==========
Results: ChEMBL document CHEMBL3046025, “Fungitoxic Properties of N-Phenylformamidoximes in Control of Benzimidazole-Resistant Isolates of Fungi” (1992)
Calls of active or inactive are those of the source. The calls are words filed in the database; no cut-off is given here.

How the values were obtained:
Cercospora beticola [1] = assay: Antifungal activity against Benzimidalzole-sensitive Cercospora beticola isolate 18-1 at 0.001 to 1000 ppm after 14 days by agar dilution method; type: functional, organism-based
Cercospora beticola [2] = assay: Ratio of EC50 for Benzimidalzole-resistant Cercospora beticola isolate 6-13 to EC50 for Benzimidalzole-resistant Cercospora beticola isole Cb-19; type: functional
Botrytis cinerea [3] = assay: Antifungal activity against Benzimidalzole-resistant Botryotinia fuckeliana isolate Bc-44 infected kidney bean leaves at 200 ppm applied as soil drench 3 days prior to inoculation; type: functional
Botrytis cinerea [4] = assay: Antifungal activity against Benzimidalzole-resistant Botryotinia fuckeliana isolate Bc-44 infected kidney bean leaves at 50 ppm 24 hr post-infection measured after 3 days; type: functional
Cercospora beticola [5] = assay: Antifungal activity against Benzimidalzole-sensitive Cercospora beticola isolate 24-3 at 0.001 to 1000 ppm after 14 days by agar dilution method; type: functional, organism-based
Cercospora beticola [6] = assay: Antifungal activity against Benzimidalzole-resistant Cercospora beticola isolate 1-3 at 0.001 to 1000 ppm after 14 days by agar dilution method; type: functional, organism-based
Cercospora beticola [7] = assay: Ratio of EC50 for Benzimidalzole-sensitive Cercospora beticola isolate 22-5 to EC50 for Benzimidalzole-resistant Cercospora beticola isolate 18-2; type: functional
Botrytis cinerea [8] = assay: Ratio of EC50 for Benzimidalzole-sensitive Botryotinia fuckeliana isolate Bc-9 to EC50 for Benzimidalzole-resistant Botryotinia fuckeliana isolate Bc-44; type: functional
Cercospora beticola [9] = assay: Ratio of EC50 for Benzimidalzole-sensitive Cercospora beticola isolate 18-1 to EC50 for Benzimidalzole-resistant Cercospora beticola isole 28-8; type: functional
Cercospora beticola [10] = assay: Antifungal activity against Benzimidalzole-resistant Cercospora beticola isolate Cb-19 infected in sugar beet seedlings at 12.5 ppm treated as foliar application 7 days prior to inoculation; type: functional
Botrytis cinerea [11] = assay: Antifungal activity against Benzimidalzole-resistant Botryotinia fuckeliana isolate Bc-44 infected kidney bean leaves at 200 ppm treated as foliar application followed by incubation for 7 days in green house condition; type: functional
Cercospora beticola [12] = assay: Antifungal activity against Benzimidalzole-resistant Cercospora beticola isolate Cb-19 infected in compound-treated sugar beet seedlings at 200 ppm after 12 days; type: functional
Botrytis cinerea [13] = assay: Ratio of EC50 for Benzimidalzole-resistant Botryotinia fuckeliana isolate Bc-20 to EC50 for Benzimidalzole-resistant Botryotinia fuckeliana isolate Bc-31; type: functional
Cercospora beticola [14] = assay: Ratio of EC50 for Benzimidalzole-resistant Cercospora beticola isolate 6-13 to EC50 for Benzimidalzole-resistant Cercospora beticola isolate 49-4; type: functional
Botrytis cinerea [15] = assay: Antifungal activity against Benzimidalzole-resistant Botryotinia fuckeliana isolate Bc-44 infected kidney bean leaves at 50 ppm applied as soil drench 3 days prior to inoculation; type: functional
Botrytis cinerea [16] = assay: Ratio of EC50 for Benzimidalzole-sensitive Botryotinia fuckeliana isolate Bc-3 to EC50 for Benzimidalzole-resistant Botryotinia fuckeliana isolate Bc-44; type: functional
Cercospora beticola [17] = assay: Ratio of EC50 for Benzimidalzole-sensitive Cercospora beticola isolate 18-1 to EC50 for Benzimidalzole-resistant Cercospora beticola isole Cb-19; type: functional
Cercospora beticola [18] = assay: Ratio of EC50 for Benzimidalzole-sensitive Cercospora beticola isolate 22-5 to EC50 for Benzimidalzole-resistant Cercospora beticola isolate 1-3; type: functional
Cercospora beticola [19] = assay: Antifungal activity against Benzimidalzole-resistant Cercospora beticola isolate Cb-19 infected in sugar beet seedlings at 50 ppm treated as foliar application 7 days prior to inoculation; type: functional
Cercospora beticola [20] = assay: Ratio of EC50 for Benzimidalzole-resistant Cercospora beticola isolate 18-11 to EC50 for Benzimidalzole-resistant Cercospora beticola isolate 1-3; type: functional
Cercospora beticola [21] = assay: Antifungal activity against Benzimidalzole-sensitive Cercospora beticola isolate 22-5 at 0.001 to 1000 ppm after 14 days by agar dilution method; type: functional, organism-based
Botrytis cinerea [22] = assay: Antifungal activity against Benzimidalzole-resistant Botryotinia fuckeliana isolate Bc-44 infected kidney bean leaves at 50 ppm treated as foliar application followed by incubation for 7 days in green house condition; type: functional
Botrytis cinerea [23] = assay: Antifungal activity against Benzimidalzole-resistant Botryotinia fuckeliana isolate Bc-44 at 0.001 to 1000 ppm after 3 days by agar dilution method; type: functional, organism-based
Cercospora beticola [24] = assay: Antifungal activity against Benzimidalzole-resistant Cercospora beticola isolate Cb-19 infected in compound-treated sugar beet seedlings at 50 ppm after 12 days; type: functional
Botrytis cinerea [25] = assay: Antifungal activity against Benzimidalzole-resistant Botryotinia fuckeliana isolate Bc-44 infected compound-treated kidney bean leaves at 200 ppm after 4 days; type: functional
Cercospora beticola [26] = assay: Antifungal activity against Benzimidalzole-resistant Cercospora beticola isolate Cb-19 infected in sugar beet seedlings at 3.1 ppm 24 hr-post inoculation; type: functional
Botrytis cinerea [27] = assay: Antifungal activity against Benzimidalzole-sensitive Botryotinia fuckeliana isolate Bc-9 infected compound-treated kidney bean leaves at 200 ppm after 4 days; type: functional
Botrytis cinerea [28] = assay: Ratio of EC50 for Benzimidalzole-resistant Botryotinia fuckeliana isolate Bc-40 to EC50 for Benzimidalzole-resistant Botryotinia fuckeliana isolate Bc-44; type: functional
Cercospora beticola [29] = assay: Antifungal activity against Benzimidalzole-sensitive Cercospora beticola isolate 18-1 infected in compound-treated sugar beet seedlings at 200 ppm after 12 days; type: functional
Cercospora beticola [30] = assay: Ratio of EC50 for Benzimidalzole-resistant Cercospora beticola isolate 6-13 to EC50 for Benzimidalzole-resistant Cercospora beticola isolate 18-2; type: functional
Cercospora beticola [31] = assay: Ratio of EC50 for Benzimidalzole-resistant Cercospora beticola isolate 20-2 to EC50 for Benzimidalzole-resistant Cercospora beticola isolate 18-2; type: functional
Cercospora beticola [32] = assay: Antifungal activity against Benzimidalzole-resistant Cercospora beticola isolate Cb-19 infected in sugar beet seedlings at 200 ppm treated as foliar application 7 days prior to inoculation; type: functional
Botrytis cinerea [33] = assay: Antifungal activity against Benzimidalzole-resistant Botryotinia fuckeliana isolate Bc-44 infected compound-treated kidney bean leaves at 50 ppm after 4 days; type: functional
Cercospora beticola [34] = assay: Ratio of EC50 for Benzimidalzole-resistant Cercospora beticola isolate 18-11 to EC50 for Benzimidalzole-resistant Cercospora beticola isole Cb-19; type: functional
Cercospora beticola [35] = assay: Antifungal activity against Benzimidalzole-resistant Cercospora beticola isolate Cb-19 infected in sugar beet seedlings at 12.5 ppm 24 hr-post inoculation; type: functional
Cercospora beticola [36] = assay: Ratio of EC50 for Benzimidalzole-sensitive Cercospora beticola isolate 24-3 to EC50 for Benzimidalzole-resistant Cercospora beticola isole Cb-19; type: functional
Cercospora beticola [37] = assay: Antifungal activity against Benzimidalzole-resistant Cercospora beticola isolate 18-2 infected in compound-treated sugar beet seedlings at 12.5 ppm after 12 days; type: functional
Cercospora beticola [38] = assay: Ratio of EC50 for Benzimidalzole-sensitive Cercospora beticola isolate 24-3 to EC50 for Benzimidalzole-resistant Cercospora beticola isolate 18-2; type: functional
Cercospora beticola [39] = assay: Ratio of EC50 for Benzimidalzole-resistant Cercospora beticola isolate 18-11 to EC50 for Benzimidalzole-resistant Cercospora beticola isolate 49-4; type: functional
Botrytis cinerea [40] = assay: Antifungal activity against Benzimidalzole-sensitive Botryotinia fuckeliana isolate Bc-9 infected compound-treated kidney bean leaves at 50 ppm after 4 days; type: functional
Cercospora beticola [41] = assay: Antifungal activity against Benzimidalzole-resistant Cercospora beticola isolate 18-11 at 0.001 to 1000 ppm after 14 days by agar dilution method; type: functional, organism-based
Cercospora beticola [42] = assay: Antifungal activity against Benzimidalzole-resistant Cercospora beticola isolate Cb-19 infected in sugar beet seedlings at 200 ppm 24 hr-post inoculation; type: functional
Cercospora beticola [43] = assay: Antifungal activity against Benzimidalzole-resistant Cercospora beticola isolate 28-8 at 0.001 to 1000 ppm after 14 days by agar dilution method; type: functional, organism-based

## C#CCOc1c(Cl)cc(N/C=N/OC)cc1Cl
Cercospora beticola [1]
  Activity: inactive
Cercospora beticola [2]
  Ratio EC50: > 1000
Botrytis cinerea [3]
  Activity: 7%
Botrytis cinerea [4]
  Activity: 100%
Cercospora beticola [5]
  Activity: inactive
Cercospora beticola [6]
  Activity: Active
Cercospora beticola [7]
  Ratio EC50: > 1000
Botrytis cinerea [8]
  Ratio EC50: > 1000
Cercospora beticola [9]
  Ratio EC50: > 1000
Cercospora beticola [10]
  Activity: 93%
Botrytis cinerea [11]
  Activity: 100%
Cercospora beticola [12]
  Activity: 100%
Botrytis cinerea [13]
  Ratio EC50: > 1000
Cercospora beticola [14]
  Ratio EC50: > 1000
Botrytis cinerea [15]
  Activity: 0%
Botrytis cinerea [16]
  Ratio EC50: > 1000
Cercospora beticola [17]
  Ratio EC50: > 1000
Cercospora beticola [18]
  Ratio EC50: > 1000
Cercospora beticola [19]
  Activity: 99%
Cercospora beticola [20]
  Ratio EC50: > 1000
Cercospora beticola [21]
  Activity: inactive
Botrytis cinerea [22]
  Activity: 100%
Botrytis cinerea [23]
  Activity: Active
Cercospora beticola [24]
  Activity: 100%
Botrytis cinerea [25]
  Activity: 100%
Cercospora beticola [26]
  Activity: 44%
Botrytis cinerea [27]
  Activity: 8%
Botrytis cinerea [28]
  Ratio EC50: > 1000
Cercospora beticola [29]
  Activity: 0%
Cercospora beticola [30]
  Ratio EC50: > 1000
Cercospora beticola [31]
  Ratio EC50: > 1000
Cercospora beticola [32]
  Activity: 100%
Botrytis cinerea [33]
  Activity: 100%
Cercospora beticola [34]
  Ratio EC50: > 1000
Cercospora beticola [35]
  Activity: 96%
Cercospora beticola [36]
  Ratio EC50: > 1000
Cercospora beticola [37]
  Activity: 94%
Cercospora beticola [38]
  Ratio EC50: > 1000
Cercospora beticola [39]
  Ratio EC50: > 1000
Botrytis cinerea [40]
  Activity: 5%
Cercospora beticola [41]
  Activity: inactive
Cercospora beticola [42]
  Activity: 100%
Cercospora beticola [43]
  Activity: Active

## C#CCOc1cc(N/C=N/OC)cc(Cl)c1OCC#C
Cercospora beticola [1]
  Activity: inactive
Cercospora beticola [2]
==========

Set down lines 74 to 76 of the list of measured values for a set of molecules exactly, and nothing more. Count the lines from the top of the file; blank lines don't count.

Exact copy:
Cercospora beticola [14]
  Ratio EC50: > 1000
Botrytis cinerea [15]